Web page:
January 4, 2010

Imaginarium takes theater into North Philly schools

Junior theater major Steff Cryor created a troupe for city school children who don’t receive significant exposure to the arts

Steff Cryor and Mask Director Alison Hoban pose with the cast of East of the Sun, West of the Moon.

Steff Cryor grew up surrounded by the arts.

As a child, the junior theater education major from Pittsburgh would have birthday parties at the local children’s theater, where she would eventually become a regular performer.

It was a logical next step when she arrived at Temple’s School of Communications and Theater her freshman year to join a touring Shakespeare group that went into Philadelphia public schools.

But what she saw there gave her pause.

“The students really didn’t get that much exposure to the arts,” she says.

Cryor immediately went to Professor David Ingram to see if she and her fellow theater students could do more to expose the children of the Philadelphia school system to the arts. What resulted was a 50-minute interactive show based on the Scandinavian fairy tail East of the Sun and West of the Moon. She and her cast and crew performed for Kindergarten classes in the city and “the kids really responded to it.”

The Magic Brocade, a Chinese folktale, followed the next year with a budget to allow for a portable fabric set and more elaborate costumes.

And in December 2008, Cryor received a Provost Commission on the Arts grant to formalize her group under the name Imaginarium. The grant requires projects be interdisciplinary, so Cryor recruited students from the Film and Media Arts Department, as well as the Tyler School of Art’s Architecture Department. As Imaginarium, the troupe has created three shows – one based on Native American folklore, another on African folklore and a third original work dealing with the issues of peer pressure, self confidence and acceptance of people’s differences.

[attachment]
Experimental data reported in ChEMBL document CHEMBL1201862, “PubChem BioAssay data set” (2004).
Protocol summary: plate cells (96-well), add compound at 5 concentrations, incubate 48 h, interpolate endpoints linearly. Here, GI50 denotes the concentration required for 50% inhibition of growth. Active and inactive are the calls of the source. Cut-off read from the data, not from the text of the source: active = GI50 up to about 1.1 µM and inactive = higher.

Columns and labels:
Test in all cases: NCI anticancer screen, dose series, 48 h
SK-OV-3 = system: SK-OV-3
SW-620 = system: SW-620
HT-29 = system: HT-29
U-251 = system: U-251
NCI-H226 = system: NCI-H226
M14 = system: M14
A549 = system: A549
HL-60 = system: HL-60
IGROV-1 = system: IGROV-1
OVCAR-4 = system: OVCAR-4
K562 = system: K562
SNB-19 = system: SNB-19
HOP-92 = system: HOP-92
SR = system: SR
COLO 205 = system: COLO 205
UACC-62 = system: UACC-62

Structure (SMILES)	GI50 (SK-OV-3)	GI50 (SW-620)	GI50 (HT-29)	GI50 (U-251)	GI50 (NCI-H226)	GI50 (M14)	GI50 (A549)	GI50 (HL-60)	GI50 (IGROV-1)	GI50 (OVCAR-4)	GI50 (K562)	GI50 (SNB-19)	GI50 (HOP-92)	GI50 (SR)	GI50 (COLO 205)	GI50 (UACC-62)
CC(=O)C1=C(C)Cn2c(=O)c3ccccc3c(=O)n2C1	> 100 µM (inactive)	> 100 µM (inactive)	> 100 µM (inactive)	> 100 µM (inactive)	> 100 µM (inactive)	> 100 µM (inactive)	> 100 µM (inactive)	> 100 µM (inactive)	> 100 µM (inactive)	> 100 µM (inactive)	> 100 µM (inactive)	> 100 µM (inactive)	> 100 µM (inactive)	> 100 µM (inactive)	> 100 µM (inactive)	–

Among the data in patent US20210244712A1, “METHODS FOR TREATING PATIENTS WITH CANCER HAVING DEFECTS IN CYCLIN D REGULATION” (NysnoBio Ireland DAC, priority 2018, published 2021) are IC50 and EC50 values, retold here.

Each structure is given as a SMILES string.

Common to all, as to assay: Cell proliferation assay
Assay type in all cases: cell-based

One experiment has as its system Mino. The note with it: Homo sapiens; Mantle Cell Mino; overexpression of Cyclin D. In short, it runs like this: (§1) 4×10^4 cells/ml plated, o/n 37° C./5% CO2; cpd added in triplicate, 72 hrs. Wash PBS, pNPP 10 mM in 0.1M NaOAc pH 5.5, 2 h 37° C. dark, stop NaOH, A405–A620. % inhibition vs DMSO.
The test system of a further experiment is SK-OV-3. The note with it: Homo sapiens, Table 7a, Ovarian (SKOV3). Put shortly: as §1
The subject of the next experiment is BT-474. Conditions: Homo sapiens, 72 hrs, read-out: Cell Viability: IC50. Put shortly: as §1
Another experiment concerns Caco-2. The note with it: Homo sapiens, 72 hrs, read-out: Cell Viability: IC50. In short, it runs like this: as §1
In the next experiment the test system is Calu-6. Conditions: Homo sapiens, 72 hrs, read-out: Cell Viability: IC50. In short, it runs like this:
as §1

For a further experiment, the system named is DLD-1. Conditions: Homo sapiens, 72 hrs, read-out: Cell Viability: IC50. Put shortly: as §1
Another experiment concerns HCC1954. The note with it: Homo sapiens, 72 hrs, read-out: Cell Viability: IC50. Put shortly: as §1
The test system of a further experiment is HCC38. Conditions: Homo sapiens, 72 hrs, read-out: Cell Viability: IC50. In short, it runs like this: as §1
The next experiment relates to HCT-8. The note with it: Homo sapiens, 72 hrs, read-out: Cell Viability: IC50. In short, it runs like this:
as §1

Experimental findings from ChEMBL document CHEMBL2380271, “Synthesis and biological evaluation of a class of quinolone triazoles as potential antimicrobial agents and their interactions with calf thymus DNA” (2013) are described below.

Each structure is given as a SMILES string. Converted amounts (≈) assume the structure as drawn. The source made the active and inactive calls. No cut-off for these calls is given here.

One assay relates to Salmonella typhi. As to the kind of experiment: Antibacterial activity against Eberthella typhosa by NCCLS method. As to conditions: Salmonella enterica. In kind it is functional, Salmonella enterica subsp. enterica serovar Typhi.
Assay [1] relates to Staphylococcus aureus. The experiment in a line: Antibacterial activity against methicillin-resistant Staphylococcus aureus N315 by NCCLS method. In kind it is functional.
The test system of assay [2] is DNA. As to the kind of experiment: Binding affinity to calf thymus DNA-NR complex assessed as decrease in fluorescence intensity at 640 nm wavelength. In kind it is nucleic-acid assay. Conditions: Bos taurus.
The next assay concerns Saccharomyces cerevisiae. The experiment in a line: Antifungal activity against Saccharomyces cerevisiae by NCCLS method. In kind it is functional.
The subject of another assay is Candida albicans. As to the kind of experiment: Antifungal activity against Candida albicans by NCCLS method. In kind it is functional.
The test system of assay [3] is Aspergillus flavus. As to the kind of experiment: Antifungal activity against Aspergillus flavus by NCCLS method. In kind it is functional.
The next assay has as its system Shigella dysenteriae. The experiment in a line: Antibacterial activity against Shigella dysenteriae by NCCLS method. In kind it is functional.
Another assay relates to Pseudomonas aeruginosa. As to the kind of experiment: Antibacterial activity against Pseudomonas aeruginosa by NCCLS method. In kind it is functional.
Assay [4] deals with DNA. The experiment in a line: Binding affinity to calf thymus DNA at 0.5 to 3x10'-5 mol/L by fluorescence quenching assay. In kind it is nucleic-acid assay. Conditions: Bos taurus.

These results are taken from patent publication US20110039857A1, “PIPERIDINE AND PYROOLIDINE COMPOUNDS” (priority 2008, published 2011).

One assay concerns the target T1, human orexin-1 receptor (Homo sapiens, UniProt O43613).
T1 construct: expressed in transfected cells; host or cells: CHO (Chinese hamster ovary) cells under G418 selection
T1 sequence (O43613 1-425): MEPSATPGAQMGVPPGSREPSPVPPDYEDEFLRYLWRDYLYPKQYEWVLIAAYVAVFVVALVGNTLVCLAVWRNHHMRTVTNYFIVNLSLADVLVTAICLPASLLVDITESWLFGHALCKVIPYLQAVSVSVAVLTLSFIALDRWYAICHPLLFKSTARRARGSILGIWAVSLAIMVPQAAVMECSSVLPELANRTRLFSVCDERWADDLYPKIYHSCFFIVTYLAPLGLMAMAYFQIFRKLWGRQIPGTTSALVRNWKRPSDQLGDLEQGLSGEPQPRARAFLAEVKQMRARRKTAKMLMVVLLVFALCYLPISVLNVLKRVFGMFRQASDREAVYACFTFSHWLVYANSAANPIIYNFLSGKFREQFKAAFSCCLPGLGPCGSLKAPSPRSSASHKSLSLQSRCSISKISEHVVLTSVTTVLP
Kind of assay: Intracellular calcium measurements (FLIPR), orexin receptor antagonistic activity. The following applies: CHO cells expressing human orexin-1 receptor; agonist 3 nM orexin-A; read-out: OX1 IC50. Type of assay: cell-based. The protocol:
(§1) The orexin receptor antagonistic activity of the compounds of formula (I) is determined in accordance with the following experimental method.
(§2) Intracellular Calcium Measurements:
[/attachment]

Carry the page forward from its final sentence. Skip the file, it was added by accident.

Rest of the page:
Post by Jeff Cronin for the  School of Communications and Theater.

To read the complete article visit the SCT News & Events site

Ky with Fan photo by Gabriel BienczyckiThis year, the Painted Bride recognized dancer/choreographer/master teacher Kun-Yang Lin for his inspiring work as an artists and community leader.

Kun-Yang Lin, a relative newcomer to Philadelphia, arrived in the city in 2003 to began teaching in Boyer College of Music and Dance.

Not content to limit his instruction to a university setting, Lin opened the Chi Movement Arts Center in South Philly two years ago with his partner Ken Metzner. The space has become a hub for dance education in the neighborhood and serves as a home base for Lin’s thriving company, Kun-Yang Lin / Dancers.

sidebar-temple-190Sponsored by Temple and the Tyler School of Art, the North Philadelphia Arts and Culture Alliance is dedicated to promoting the diverse arts and culture organizations of North Philadelphia, and establishing this district as a destination for cultural, visual and performing arts. We strive to inspire professional, organizational, and cross-cultural collaboration and exchange, and to promote awareness of our resources to the surrounding community and beyond through accessible literature, programs and events.

For more information on the North Philadelphia Arts and Culture Alliance visit: http://www.northphillyarts.org

-Jazmyn Burton